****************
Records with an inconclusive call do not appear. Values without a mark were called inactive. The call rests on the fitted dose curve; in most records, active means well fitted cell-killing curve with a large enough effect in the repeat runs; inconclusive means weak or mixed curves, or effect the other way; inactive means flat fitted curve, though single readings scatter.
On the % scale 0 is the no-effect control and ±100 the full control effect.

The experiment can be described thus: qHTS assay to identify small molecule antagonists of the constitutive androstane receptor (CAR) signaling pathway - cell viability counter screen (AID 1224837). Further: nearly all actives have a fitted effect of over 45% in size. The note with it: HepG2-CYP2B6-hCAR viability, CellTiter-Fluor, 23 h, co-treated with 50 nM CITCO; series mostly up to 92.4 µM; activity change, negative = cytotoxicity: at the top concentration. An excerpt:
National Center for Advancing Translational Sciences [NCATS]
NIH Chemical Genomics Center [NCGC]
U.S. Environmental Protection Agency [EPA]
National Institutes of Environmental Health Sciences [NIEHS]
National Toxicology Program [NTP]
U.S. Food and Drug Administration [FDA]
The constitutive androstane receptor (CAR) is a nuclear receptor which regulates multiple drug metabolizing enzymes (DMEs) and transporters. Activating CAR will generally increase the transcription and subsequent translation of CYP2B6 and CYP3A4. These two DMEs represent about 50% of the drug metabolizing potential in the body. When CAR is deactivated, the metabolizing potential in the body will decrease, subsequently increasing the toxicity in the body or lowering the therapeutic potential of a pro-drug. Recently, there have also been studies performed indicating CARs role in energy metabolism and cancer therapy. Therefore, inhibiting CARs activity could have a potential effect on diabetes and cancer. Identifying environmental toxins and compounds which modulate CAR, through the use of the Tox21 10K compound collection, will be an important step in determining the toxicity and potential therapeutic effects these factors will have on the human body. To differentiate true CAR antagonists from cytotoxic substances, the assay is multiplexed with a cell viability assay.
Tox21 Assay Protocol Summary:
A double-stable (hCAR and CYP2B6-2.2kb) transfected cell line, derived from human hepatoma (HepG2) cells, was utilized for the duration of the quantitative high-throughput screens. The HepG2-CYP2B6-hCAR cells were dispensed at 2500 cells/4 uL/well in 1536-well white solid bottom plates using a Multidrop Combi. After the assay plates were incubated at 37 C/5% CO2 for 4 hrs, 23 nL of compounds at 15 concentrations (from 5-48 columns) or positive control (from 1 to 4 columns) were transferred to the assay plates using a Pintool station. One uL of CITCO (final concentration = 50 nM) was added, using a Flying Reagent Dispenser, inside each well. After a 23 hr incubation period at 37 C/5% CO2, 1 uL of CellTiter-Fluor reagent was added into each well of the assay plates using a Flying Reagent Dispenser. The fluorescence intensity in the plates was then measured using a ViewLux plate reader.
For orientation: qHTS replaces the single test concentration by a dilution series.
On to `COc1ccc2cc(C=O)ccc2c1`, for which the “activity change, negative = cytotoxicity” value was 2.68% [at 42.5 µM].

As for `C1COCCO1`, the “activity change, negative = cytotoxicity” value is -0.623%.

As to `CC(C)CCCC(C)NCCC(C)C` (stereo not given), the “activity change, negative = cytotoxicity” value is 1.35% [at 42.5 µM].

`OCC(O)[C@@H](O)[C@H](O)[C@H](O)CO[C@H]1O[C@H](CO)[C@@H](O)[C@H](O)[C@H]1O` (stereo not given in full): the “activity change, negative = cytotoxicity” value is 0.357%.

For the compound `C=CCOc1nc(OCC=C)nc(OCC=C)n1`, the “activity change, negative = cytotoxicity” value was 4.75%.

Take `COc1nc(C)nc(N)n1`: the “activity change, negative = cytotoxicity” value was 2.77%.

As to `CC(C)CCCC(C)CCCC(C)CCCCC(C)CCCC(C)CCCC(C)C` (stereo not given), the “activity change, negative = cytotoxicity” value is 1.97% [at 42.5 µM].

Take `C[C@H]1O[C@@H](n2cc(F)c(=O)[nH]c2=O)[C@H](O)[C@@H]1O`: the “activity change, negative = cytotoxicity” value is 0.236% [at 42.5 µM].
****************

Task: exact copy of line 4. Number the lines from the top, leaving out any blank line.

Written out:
National Center for Advancing Translational Sciences [NCATS]